How robust are observed and simulated precipitation responses to tropical ocean warming?
John, V.O., Allan, R. P. and Soden, B.J. (2009) How robust are observed and simulated precipitation responses to tropical ocean warming? Geophysical Research Letters, 36. L14702 . ISSN 0094-8276
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To link to this article DOI: 10.1029/2009GL038276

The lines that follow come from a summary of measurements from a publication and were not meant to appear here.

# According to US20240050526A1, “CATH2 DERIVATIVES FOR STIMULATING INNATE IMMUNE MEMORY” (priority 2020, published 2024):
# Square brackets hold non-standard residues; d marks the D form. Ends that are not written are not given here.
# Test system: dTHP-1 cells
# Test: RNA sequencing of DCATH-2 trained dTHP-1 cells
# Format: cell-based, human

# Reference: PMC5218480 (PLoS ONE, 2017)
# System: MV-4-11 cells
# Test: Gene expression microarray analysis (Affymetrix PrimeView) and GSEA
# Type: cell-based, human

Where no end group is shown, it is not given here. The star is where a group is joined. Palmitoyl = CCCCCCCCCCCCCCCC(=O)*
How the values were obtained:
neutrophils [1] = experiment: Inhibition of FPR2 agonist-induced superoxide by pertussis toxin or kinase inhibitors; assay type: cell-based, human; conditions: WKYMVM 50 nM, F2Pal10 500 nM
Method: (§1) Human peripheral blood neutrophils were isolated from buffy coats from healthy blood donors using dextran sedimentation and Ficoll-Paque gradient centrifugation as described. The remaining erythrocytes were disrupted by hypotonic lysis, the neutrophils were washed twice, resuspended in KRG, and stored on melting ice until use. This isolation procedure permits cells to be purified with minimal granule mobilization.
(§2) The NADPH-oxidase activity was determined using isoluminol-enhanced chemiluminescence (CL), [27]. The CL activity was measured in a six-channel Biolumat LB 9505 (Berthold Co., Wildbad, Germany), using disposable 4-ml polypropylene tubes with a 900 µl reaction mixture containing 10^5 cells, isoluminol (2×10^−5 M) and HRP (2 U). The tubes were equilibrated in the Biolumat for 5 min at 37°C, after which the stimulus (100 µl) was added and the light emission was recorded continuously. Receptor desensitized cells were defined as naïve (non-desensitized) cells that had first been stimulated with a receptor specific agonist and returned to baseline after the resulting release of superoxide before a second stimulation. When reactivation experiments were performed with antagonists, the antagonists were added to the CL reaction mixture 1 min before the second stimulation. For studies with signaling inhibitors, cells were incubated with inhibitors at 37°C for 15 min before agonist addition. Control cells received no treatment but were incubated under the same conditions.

Robust responses and links between the tropical energy and water cycles are investigated using multiple datasets and climate models over the period 1979-2006. Atmospheric moisture and net radiative cooling provide powerful constraints upon future changes in precipitation. While moisture amount is robustly linked with surface temperature, the response of atmospheric net radiative cooling, derived from satellite data, is less coherent. Precipitation trends and relationships with surface temperature are highly sensitive to the data product and the time-period considered. Data from the Special Sensor Microwave Imager (SSM/I) produces the strongest trends in precipitation and response to warming of all the datasets considered. The tendency for moist regions to become wetter while dry regions become drier in response to warming is captured by both observations and models. Citation: John, V. O., R. P. Allan, and B. J. Soden (2009), How robust are observed and simulated precipitation responses to tropical ocean warming?